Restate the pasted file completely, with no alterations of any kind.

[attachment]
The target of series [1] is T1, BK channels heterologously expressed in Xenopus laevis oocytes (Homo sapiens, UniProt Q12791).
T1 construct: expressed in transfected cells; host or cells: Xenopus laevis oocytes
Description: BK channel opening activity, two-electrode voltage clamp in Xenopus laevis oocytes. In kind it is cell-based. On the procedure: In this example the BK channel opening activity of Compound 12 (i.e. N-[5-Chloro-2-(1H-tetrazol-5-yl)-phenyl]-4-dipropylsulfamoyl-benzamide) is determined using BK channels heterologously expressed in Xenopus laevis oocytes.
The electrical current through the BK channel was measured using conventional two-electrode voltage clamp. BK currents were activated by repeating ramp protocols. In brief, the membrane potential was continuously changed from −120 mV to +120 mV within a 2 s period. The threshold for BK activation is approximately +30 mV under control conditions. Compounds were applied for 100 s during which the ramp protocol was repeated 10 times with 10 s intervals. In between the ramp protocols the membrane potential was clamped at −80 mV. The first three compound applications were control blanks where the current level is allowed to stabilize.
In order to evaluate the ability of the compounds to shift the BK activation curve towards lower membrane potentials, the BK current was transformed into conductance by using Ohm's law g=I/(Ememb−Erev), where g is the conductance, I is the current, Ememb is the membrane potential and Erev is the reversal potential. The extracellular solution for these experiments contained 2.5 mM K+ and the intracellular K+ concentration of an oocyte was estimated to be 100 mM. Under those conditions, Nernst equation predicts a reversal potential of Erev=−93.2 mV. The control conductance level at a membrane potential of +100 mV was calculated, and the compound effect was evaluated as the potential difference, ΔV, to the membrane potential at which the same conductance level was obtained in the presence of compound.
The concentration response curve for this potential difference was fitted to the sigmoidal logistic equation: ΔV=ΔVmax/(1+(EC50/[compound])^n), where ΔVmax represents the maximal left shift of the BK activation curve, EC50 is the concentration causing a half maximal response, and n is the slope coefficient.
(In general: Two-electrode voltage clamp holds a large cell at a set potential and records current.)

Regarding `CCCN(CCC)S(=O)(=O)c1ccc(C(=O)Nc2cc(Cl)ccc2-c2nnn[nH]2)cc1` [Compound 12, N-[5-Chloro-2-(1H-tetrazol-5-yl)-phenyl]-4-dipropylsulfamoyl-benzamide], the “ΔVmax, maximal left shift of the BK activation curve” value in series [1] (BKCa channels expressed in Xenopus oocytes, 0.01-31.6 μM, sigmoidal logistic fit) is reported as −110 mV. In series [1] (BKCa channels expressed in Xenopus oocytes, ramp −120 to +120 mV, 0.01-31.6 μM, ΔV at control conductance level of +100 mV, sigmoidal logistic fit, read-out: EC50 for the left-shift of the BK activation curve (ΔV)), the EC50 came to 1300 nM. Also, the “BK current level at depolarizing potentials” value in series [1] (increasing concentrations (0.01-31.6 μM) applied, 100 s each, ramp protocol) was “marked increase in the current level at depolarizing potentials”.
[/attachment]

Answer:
The target of series [1] is T1, BK channels heterologously expressed in Xenopus laevis oocytes (Homo sapiens, UniProt Q12791).
T1 construct: expressed in transfected cells; host or cells: Xenopus laevis oocytes
Description: BK channel opening activity, two-electrode voltage clamp in Xenopus laevis oocytes. In kind it is cell-based. On the procedure: In this example the BK channel opening activity of Compound 12 (i.e. N-[5-Chloro-2-(1H-tetrazol-5-yl)-phenyl]-4-dipropylsulfamoyl-benzamide) is determined using BK channels heterologously expressed in Xenopus laevis oocytes.
The electrical current through the BK channel was measured using conventional two-electrode voltage clamp. BK currents were activated by repeating ramp protocols. In brief, the membrane potential was continuously changed from −120 mV to +120 mV within a 2 s period. The threshold for BK activation is approximately +30 mV under control conditions. Compounds were applied for 100 s during which the ramp protocol was repeated 10 times with 10 s intervals. In between the ramp protocols the membrane potential was clamped at −80 mV. The first three compound applications were control blanks where the current level is allowed to stabilize.
In order to evaluate the ability of the compounds to shift the BK activation curve towards lower membrane potentials, the BK current was transformed into conductance by using Ohm's law g=I/(Ememb−Erev), where g is the conductance, I is the current, Ememb is the membrane potential and Erev is the reversal potential. The extracellular solution for these experiments contained 2.5 mM K+ and the intracellular K+ concentration of an oocyte was estimated to be 100 mM. Under those conditions, Nernst equation predicts a reversal potential of Erev=−93.2 mV. The control conductance level at a membrane potential of +100 mV was calculated, and the compound effect was evaluated as the potential difference, ΔV, to the membrane potential at which the same conductance level was obtained in the presence of compound.
The concentration response curve for this potential difference was fitted to the sigmoidal logistic equation: ΔV=ΔVmax/(1+(EC50/[compound])^n), where ΔVmax represents the maximal left shift of the BK activation curve, EC50 is the concentration causing a half maximal response, and n is the slope coefficient.
(In general: Two-electrode voltage clamp holds a large cell at a set potential and records current.)

Regarding `CCCN(CCC)S(=O)(=O)c1ccc(C(=O)Nc2cc(Cl)ccc2-c2nnn[nH]2)cc1` [Compound 12, N-[5-Chloro-2-(1H-tetrazol-5-yl)-phenyl]-4-dipropylsulfamoyl-benzamide], the “ΔVmax, maximal left shift of the BK activation curve” value in series [1] (BKCa channels expressed in Xenopus oocytes, 0.01-31.6 μM, sigmoidal logistic fit) is reported as −110 mV. In series [1] (BKCa channels expressed in Xenopus oocytes, ramp −120 to +120 mV, 0.01-31.6 μM, ΔV at control conductance level of +100 mV, sigmoidal logistic fit, read-out: EC50 for the left-shift of the BK activation curve (ΔV)), the EC50 came to 1300 nM. Also, the “BK current level at depolarizing potentials” value in series [1] (increasing concentrations (0.01-31.6 μM) applied, 100 s each, ramp protocol) was “marked increase in the current level at depolarizing potentials”.